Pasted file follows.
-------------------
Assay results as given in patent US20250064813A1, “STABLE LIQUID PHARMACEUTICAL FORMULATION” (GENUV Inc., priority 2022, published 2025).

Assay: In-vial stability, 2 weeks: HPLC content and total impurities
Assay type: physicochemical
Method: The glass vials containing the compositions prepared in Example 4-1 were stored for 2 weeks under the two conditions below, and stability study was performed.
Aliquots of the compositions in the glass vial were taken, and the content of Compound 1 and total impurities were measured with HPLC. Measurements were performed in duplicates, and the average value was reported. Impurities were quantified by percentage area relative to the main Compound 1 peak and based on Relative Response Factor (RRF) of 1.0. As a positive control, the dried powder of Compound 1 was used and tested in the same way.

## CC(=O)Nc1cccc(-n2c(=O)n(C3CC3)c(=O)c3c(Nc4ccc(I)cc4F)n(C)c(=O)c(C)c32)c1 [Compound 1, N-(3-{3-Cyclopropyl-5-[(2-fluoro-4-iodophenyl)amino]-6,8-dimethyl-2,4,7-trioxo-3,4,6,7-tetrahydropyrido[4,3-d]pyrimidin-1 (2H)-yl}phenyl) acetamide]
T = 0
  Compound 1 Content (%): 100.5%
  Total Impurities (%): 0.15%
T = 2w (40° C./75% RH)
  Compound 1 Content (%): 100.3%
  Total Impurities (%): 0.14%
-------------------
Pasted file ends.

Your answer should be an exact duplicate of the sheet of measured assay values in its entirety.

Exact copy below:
Assay results as given in patent US20250064813A1, “STABLE LIQUID PHARMACEUTICAL FORMULATION” (GENUV Inc., priority 2022, published 2025).

Assay: In-vial stability, 2 weeks: HPLC content and total impurities
Assay type: physicochemical
Method: The glass vials containing the compositions prepared in Example 4-1 were stored for 2 weeks under the two conditions below, and stability study was performed.
Aliquots of the compositions in the glass vial were taken, and the content of Compound 1 and total impurities were measured with HPLC. Measurements were performed in duplicates, and the average value was reported. Impurities were quantified by percentage area relative to the main Compound 1 peak and based on Relative Response Factor (RRF) of 1.0. As a positive control, the dried powder of Compound 1 was used and tested in the same way.

## CC(=O)Nc1cccc(-n2c(=O)n(C3CC3)c(=O)c3c(Nc4ccc(I)cc4F)n(C)c(=O)c(C)c32)c1 [Compound 1, N-(3-{3-Cyclopropyl-5-[(2-fluoro-4-iodophenyl)amino]-6,8-dimethyl-2,4,7-trioxo-3,4,6,7-tetrahydropyrido[4,3-d]pyrimidin-1 (2H)-yl}phenyl) acetamide]
T = 0
  Compound 1 Content (%): 100.5%
  Total Impurities (%): 0.15%
T = 2w (40° C./75% RH)
  Compound 1 Content (%): 100.3%
  Total Impurities (%): 0.14%